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Thread: Ubuntu's Unity Written In Qt/QML For "Unity Next"

  1. #11
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    Quote Originally Posted by pingufunkybeat View Post
    Do these people have absolutely no direction? What the hell is going on there?

    First they adapt GNOME 2 with a patchset from hell. Then they adopt GNOME3 elements, but write their own interface called Unity. Then they design a 2d look-alike called Unity 2D written using Qt. Then they drop it. Now they are rewriting Unity in QML.

    It must be hell for their developers. Tomorrow someone might come in and say "Forget it boys, today we're rewriting everything in C# and FLTK". Who makes these decisions?
    This "convergence story" they've been chasing is going to bite them in the ass.

  2. #12
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    Quote Originally Posted by newwen View Post
    Do you believe they'll write closed source QT apps?
    They are not in the app business. There are plenty of GPL apps which run fine on closed systems, so they don't have to worry about apps.

    On the other hand, they will control Upstart, Mir (the display server) and Unity. That can be a basis for a decent stack which can be closed whenever they want.

  3. #13
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    Qt is just so much better than GTK. Every commit gets reviewed and they have a decent CI system.
    Makes sense to choose it.

  4. #14
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    Quote Originally Posted by BO$$ View Post
    Bam bam so the biggest distro chooses Qt. Apparently the Gnome shit interface and toolkit isn't exactly liked by both users and developers. See stupid gnome devs, there are consequences to your actions... The fact that you choose to ignore this will be your undoing.
    I've always preferred gtk over Qt for being C and its numerous bindings. But I agree that this anouncement means a big blow to GTK and Gnome. They're not dead, as long as they have Red Hat's backing, though.

  5. #15
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    Quote Originally Posted by newwen View Post
    I've always preferred gtk over Qt for being C and its numerous bindings. But I agree that this anouncement means a big blow to GTK and Gnome. They're not dead, as long as they have Red Hat's backing, though.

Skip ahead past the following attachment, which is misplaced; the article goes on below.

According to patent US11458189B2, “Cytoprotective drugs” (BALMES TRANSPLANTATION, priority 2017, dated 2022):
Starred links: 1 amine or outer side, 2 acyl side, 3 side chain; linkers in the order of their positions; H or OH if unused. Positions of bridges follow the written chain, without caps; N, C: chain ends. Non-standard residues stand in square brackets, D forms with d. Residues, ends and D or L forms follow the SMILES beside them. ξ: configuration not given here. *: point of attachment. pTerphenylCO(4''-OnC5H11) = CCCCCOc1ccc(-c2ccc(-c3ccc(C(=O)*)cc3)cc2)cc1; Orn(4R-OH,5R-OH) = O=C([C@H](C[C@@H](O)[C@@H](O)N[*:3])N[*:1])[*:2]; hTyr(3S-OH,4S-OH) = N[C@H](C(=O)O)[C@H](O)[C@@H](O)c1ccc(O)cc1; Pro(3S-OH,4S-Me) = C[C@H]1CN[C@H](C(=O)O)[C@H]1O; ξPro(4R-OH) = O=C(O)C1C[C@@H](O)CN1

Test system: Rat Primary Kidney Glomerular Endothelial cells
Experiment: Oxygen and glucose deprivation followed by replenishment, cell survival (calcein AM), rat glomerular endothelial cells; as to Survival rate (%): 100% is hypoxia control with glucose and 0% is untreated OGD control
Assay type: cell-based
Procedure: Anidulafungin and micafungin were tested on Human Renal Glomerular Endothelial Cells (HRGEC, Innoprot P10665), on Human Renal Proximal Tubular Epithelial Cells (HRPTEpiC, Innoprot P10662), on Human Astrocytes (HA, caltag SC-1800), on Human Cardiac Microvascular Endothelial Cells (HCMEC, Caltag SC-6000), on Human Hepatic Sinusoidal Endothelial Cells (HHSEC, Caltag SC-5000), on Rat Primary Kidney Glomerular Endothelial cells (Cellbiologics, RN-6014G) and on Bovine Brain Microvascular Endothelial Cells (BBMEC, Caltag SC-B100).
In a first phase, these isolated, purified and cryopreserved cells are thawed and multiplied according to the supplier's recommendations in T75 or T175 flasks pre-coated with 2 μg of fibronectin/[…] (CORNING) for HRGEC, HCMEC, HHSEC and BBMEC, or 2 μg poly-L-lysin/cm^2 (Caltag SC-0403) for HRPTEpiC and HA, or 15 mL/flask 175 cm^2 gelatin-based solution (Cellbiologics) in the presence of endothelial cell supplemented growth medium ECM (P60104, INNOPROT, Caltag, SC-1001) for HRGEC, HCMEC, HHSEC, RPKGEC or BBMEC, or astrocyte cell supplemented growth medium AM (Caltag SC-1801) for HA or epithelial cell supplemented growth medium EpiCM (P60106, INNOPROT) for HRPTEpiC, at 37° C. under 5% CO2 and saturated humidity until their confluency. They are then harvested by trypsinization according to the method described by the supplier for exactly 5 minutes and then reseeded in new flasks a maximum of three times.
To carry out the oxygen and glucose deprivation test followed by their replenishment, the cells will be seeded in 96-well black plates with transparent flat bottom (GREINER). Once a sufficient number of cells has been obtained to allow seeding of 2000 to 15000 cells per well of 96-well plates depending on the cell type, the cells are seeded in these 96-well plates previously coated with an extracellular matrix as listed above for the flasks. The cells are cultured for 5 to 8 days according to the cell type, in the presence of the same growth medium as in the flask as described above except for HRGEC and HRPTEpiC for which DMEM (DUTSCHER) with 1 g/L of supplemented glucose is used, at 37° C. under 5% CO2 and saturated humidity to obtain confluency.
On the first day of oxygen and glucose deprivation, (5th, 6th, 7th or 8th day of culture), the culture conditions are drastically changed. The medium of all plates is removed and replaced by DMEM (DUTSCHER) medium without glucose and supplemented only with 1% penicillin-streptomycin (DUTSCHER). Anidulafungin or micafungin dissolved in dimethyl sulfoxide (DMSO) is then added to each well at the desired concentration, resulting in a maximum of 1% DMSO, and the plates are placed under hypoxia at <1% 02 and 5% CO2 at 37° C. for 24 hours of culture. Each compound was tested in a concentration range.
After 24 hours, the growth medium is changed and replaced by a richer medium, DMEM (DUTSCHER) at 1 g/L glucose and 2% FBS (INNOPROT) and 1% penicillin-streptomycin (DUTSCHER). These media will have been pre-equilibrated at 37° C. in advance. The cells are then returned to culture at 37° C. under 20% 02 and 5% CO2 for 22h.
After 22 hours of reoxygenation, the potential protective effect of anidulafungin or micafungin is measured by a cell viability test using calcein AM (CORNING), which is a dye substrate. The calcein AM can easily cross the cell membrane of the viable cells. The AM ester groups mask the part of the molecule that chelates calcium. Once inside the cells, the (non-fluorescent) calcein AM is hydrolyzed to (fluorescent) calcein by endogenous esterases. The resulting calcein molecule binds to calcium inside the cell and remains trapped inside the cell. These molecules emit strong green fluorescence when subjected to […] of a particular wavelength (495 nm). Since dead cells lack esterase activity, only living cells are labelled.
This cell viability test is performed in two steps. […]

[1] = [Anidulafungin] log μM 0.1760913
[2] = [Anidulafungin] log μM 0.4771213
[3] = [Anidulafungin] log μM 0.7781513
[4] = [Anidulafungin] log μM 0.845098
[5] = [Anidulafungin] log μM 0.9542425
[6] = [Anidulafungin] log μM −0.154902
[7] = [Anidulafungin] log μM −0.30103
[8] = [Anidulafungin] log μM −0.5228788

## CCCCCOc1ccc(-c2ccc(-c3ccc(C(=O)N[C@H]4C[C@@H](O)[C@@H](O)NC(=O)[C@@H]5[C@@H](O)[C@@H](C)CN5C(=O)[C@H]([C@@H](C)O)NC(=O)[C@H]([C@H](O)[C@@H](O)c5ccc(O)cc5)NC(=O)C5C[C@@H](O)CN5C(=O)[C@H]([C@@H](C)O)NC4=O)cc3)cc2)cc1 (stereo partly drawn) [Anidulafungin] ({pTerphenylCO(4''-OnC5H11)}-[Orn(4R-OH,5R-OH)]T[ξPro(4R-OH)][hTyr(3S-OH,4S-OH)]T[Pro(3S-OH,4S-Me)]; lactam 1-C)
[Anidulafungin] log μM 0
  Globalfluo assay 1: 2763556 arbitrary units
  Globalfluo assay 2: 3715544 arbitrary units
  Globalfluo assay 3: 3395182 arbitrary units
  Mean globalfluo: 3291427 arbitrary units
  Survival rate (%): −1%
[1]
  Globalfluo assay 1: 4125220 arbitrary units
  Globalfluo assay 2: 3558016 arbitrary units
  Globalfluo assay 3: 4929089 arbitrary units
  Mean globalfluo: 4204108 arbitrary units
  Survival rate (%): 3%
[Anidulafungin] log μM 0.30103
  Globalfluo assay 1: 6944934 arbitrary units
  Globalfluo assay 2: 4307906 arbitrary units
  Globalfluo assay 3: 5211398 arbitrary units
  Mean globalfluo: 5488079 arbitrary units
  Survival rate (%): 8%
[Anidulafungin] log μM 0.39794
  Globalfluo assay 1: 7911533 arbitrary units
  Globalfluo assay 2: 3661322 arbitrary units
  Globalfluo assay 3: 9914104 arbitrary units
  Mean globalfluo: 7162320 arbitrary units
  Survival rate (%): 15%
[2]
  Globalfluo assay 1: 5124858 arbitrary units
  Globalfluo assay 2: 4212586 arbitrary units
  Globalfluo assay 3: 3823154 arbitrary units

There is a very strange trend towards specialisation that is very new. It used to be that all distros offered tweaked KDE and GNOME desktops for the user to choose. Now it seems like each distro wants its own desktop in order to provide a certain kind of experience.

    GNOME is RedHat's private desktop nowadays.
    Unity is Ubuntu's desktop.
    Cinnamon is Mint's desktop.

    You can run them on other distros, but it's clear who does all the development and decides the direction.

  6. #16
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    Why don't they write their own toolkit from scratch? Call it Ut.

  7. #17
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    Quote Originally Posted by pingufunkybeat View Post
    They have spent millions on Unity, Unity2d, fixing GNOME, maintaining Compiz, and doing a number of other things, and NOW they are basically going to write a couple of plasmoids.

    Way to go. Awesome leadership.
    "millions."

    Really? I'd like to some sources... I really doubt this number. The work they invested into those technologies payed off while they were using them, but now they're switching to a technology they've decided is better. They have a sense of direction, even if they sometimes lack confidence.

  8. #18
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    Quote Originally Posted by funkSTAR View Post
    It is not about chosing technology. It is about doing whats best for Canonical. Source code wise they are gaining the ability to close up almost everything. Quite disturbing if you ask me.
    Except, not. It would be disturbing if that were so though.

  9. #19
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    Quote Originally Posted by johnc View Post
    This "convergence story" they've been chasing is going to bite them in the ass.
    Ah, you've put your finger on the problem precisely! that explains exactly why Ubuntu is getting the first serious media coverage it has ever gotten...

    Not really, no. QML is very flexible, and combined with Mir, if Mir works out, then they'll be able to pull this off. If Mir doesn't work out, they might be up a creek without a paddle, as the saying goes... but otherwise, this idea is just crazy enough to work.

  10. #20
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    Quote Originally Posted by pingufunkybeat View Post
    They are not in the app business. There are plenty of GPL apps which run fine on closed systems, so they don't have to worry about apps.

    On the other hand, they will control Upstart, Mir (the display server) and Unity. That can be a basis for a decent stack which can be closed whenever they want.
    While I agree that they could, there's no real benefit to doing so.

    Pros
    1. No one can clone them?
    2. They could license their code to partners?

    Cons
    1. No one trusts them anymore.
    2. Partners go back to Android.
    3. The community, which significantly develops the code for them, can no longer help write code or fix bugs.
    4. As a result of #3, everything is now buggy, and they no longer have the resources to do much of anything.
    5. Ubuntu dies.

    I'm not seeing any balance sheet on which they could possibly decide to close up the source code.

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